Is Getting Pregnant at 40 Really Possible?

From being more financially stable and wiser to having a more stable relationship – there are benefits to waiting to start becoming a parent later in life. But according to the statistics, we know the chances of falling pregnant decrease as you get older. That leaves us wondering: is conceiving naturally after 40 just as likely as winning the lottery? 

“Age is the single most important factor affecting a woman’s chances of getting pregnant.” – says Fertility Specialist Dr Raewyn Teirney. Let’s look at your chances of getting pregnant at 40 naturally and if it’s realistic to start your fertility journey later.

The numbers you’re fighting.

At birth, females have about 1-2 million eggs, but this number reduces over time; hence the chances of conceiving reduces with age too. So what are the numbers?

When you look at healthy women under 38 who are trying to conceive, 95% of them will fall pregnant within two years. When you compare that to healthy women in their early to mid 40s, this declines to 50%. This decline steepens until you hit menopause, and fertility is no longer on the cards.

This means half of the healthy couples will still fall pregnant naturally between 40 and 45! However, 2 years is a long time when you know time is ticking. While it’s safe to say 40s are a tough decade to fall pregnant from a medical point of view, the birth rate among women over 40 is increasing thanks to modern science and medicine. And the sooner you seek help, the more you can still do.

Common Issues.

The main issue why it’s harder to fall pregnant at 40 or an older age, is women’s egg quality. You’re left with eggs that have taken longest to respond to your body’s cues for release. But now they’re older, their quality has reduced too. Some of these eggs are not viable for fertilisation at all, making conception slower, but also increase certain risks during the pregnancy.

Another issue to keep in mind is menopause. While the average age of menopause is around the age of 51, 45 to 55 is still considered within the normal range. Plus, approximately 5% of women go through early menopause. It’s useful to establish when your mother went through menopause, and if you have any sisters it’s worth checking with them too, as menopause is genetically linked.

Further challenges.

Unfortunately the challenges don’t stop at falling pregnant. For both the woman and the baby there are increased risks before the joy of welcoming the little one into this world really starts.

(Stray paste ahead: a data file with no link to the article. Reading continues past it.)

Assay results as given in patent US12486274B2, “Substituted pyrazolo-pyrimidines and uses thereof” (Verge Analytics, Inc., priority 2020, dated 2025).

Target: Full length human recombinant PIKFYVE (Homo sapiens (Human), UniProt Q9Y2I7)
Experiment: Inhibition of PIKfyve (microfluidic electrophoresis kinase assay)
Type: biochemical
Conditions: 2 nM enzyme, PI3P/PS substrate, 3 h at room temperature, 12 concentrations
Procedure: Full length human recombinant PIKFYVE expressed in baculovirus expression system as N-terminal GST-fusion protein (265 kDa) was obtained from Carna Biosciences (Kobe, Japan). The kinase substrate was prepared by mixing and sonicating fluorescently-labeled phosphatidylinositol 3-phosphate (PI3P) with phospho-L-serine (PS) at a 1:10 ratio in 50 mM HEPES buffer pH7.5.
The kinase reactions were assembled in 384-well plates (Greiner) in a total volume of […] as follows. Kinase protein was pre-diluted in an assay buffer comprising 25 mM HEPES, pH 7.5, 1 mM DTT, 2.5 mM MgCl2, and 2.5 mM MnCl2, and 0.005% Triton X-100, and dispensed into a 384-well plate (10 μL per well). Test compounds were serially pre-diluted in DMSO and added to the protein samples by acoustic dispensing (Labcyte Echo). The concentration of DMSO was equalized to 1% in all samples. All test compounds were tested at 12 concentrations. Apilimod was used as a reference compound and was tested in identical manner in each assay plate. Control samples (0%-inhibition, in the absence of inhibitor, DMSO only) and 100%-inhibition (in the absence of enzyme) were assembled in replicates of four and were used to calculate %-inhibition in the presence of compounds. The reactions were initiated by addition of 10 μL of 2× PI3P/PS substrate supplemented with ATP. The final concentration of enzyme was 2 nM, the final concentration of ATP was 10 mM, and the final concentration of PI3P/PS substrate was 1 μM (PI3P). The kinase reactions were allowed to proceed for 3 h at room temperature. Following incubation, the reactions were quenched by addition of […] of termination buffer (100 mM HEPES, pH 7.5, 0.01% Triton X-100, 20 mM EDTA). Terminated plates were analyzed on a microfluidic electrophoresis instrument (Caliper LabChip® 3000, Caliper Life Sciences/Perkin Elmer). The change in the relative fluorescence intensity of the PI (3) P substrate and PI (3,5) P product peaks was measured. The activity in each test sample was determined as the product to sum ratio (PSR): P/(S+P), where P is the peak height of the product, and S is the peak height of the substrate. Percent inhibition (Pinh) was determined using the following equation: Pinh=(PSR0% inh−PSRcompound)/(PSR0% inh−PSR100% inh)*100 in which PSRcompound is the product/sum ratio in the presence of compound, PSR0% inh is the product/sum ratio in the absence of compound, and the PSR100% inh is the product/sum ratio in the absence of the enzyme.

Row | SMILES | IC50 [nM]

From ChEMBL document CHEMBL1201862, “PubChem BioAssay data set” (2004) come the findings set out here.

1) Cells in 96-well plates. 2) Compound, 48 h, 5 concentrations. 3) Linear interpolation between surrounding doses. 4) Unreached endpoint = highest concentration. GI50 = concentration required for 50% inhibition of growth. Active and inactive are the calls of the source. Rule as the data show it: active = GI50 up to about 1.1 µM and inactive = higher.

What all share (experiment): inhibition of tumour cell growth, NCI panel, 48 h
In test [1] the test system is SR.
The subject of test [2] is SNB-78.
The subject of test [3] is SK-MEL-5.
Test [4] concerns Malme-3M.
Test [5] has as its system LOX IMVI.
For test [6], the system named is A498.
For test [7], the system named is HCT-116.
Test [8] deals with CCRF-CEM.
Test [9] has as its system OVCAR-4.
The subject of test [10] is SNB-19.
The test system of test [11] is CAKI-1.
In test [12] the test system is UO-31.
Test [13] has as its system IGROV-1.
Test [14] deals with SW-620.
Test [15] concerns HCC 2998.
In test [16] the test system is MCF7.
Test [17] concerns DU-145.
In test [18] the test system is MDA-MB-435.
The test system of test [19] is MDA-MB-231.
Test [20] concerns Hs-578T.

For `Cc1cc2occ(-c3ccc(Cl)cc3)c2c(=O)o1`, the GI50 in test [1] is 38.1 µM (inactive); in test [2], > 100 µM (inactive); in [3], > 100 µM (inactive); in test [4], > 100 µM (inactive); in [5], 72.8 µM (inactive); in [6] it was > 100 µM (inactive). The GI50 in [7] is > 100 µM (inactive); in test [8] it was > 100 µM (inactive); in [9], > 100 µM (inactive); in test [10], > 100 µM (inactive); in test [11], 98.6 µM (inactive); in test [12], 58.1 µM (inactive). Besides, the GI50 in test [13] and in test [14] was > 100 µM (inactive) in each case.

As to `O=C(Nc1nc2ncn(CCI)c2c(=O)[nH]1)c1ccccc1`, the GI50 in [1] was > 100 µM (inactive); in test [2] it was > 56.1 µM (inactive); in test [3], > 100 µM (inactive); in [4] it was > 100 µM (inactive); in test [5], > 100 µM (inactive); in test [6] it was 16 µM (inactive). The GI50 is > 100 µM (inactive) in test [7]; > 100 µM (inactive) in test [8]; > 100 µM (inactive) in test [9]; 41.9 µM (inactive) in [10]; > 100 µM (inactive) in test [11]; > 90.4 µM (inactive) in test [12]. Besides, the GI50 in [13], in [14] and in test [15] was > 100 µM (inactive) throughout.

Being pregnant after 40 may mean you have more aches and pains as you are already starting to lose mass in your joints and bones. There are also increased risks of pregnancy complications such as preeclampsia, gestational diabetes and high blood pressure. Also keep in mind you’ll likely have a C-section instead of a natural birth.

Unfortunately there’s also an increased risk of a miscarriage. In your 40s you have about a 40-50% chance of a miscarriage each time you get pregnant. The risk of having a baby with Down’s syndrome is 1 in 100, which increases to 1 in 50 at the age of 45. Other risks of your baby include premature birth or a low birth weight. 

That’s why most doctors will usually suggest extra testing and monitoring during the pregnancy of women over 35. Don’t see this as a hurdle; it’s better to be safe than sorry and it can help you prepare for what’s next.

Improve your chances.

Now you’re aware of all the increased risks and complications, we can talk about what you can do to help your fertility journey. After all, there are more and more women who are having a healthy pregnancy in their 40s, and we are here to help you fall pregnant naturally.

The usual tips, 2.0

Eat healthy. Drink less alcohol and caffeine. Reduce stress. Have a stable body weight. Exercise regularly. These are just generic tips we would give every woman that is trying to conceive naturally. However, while a younger couple might get away with taking these tips less seriously, you should be more serious about implementing these lifestyle changes when you are older. Your chances have declined, so it’s time to step up your game.

Don’t wait to seek help
If you’ve been trying for 6 months without any luck, it’s a good idea to visit a doctor and rule out correctable issues such as blocked tubes or ovulatory dysfunction. Your doctor will have a look at your hormone levels called AM H (Antimullerian Hormone) to assess the quantity of your eggs. This is the egg timer test we have at present time.

Track your cycle
Again, this is something we would recommend any healthy woman to do when trying to conceive naturally. However, women in their forties start ovulating earlier and earlier in their cycle – and it’s key to try to conceive at the right time. To make sure your rhythm isn’t off, you can double check when you’re ovulating by using a basal body temperature chart, monitoring your cervical mucus, using our ovulation kit, or all of the above.

Add prenatal supplements to your diet
You wouldn’t be surprised to hear we’d recommend making prenatal supplements part of your diet. While these carefully curated supplements increase the chance of falling pregnant naturally no matter your age, they seem to do a little extra as you get older.


While this read might focus on all the negative parts of a later pregnancy, the last thing we want to do is scare you out of your parenting-dream. The number of women having healthy babies later in life are on the rise, but it’s important to be aware of the challenges you might have to face on your fertility journey when you’re 40 or older. 

Don’t hesitate to talk to your doctor about what to expect and a possible backup plan. With the benefits of modern science and medicine, many women safely conceive and bring their wonderful baby into the world, but don’t wait too long to seek help.